Well maybe just a youngster, online dictionaries are great to confirm a meaning, I should have looked first:oops:I see no reason why; it's an appropriate term for me. (Well, not so much the "young" bit, but compared to you two… well… it's rare to belong to a club of which the the sole membership requirement is the need to scrape the dinosaur crap off the the stone tablet to read your birth certificate… :p)

  3. RonL says:
    Danger

    Wow, you're old! oo)

    Sorry, but I really don't have many opportunities to say that. Most people older than me are dead. :D
    I might PM you (if I can figure out how in this new format) sometime in the future, because I would really love to pick your brain regarding both polymerization reactions and fibre spinning to see if I could actually build something that I partially invented 40 years ago but didn't have the resources to carry on with. Since I have both ADD and a total lack of ambition, it might be quite a ways down the line.Hi Danger,
    Chester and I will both be 72 in December, but he will be 73 in January, just so you know you are a "young whippersnapper":D
    Well maybe just a youngster, online dictionaries are great to confirm a meaning, I should have looked first:oops:

  4. collinsmark says:
    Chestermiller

    OK. How do we do a blues duet over our iPhones, iPads, or computers?

    Chet

    WannabeNewton

    No idea haha I'm not even slightly tech savvy, but that would be an absolutely awesome thing to try and do!Latency is the monster under the rug. You need to find a communication system/channel with as low latency as possible. If you happen to be located at opposite sides of the planet, then there's over 60 ms of delay due to the speed of light alone (ignoring other causes of latency). That could be enough to cause frustration when trying to synchronize a common rhythm. [Edit: Then again, Delaware to Massachusetts(?) isn't so bad light wise. Just make sure to use some sort of Skype/VoIP version with small buffers.]

    [And I'd avoid wireless systems (even avoid WiFi if you have an alternative). There are some tradeoffs in these systems between latency and throughput. And in this case, low latency is more important than connection speed measured in bits/sec].

    [Another edit: Oh, and my goodness I almost forgot about the monsters in the walls and ceiling: Echos and echo cancellation algorithms. Wear headphones to listen to each other (to eliminate echos via brute force). If your Skype/VoIP program gives you the option to disable echo cancellation, disable the feature. While echo cancellation algorithms can eliminate echos, they also have a tendency to mute or partially mute one or both of the parties; not good if you are trying to both play and listen at the same time. (And a special bonus, disabling echo cancellation might even provide a small latency reduction.)]

  5. Chestermiller says:
    lisab

    Very interesting career – this especially caught my eye:

    Did you foresee the seismic activity in Oklahoma due to fracking, or did you study it after it started happening?Hi lisab. After thinking about your question for a couple of days, I had the some thoughts.

    In my judgement (for whatever that's worth), fracking was probably not the cause of the seismic activity in OK. The reason I feel that way is that fracing is a very localized disturbance around a well, and the pressure buildup used to frack does not last very long.

    On the other hand, secondary oil recovery operations are widespread in OK. In secondary oil recovery operations, water is injected into an array of wells at high pressure in order to drive the oil toward a production well. The elevated pressures persist over long periods of time, and cover a large geographical area. This is a much more likely cause of the seismic activity. Currently, to my knowledge, there are no regulatory limitations on the magnitude of the injection pressures that can be used.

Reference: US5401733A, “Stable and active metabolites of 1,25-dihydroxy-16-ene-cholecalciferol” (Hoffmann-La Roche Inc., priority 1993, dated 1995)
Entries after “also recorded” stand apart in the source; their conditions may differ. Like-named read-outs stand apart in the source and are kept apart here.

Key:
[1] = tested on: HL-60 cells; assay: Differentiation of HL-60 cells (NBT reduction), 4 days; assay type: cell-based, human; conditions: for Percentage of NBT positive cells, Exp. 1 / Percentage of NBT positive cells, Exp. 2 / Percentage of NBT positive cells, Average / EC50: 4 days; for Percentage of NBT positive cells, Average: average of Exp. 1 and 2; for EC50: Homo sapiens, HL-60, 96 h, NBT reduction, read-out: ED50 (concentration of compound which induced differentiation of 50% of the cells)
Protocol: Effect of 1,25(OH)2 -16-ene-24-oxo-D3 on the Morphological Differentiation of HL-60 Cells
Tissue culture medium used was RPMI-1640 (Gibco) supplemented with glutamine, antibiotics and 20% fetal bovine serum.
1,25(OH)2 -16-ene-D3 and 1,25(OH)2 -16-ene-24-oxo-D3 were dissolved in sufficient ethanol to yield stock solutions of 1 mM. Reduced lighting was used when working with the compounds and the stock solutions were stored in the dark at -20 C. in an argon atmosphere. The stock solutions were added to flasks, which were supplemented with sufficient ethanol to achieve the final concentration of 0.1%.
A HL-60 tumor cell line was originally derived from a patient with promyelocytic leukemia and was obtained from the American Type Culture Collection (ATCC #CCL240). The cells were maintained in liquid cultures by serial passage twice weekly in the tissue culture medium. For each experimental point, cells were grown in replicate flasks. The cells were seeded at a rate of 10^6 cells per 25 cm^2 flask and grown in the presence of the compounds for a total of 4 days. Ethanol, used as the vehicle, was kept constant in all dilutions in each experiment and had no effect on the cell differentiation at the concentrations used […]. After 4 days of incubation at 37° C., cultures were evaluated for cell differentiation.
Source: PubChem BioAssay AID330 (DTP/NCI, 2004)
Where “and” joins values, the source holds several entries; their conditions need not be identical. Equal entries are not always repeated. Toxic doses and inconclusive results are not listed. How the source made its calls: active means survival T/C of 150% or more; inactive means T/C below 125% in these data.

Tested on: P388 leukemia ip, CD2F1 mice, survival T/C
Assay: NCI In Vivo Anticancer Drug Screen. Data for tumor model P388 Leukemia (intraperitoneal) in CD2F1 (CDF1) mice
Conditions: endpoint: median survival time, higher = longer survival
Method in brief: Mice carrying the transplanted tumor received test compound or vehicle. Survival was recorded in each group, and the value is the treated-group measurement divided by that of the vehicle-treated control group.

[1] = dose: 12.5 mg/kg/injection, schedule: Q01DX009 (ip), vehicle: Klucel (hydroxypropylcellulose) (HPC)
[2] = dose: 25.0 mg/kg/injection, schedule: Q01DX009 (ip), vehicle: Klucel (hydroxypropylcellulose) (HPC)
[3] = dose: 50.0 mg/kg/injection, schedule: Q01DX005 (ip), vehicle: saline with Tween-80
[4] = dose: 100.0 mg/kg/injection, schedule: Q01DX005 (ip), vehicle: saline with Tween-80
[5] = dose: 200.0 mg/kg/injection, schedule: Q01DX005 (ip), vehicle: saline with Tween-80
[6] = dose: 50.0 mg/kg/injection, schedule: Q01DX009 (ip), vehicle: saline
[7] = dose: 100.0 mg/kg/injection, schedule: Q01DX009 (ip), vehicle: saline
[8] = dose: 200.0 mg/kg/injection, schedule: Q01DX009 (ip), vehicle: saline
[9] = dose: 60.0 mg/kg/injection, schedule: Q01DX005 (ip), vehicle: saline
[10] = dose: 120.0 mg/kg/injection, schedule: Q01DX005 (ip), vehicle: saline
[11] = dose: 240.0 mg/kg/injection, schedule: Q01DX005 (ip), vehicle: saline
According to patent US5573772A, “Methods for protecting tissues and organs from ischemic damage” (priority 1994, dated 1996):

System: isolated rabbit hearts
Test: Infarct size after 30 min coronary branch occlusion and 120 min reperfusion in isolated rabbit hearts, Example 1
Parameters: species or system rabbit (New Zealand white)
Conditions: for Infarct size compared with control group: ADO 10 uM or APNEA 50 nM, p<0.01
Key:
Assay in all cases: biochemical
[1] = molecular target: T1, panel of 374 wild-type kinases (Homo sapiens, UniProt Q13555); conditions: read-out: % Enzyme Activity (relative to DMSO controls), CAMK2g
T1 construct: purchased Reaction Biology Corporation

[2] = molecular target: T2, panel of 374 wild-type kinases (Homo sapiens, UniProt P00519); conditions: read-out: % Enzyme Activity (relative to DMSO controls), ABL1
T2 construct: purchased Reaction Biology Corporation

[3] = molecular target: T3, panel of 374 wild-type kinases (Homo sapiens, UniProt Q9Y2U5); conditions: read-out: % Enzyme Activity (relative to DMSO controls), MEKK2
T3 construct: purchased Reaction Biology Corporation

Chet

  6. Danger says:
    WannabeNewton

    No idea haha I'm not even slightly tech savvyMe neither, but I have a sneaking suspicion that something incorporating MIDI ports and Skype might be in the offing…

  7. WannabeNewton says:
    Chestermiller

    OK. How do we do a blues duet over our iPhones, iPads, or computers?

    ChetNo idea haha I'm not even slightly tech savvy, but that would be an absolutely awesome thing to try and do!

  8. Chestermiller says:
    WannabeNewton

    I love your taste in music! Each musician you listed just so happens to be a personal favorite of mine as well haha.Do you play an instrument? I thought at one time I saw an avatar with a guitar.

    Chet

  9. Maylis says:

    Best mentor on PF! It is especially great for me being a chemical engineering major to have a mentor that is also a chemE. We are definitely not in the majority on this forum, or anywhere for that matter :(

  10. Danger says:
    Chestermiller

    Help!!! I'm a 21-year-old trapped in a 73 year old body.:DD

    And I'm a 10-year-old trapped in a 90-year-old body, even though I'm chronologically 58. I have yet to figure out how that works.

  11. Chestermiller says:
    lisab

    Very interesting career – this especially caught my eye:

    Did you foresee the seismic activity in Oklahoma due to fracking, or did you study it after it started happening?I'm not familiar with the seismic events in Oklahoma that you refer to.

    Federal regulations specifically forbid hazardous waste injection at pressures high enough to cause fracturing. They also prohibit injection at pressures high enough to activate preexisting faults and fractures (that formed over geological times).

    Chet

  12. Danger says:

    Wow, you're old! oo)

    Sorry, but I really don't have many opportunities to say that. Most people older than me are dead. :D
    I might PM you (if I can figure out how in this new format) sometime in the future, because I would really love to pick your brain regarding both polymerization reactions and fibre spinning to see if I could actually build something that I partially invented 40 years ago but didn't have the resources to carry on with. Since I have both ADD and a total lack of ambition, it might be quite a ways down the line.

  13. lisab says:

    Very interesting career – this especially caught my eye:
    Poroelastic modeling to evaluate potential for triggering seismicity in deepwell injection operations.Did you foresee the seismic activity in Oklahoma due to fracking, or did you study it after it started happening?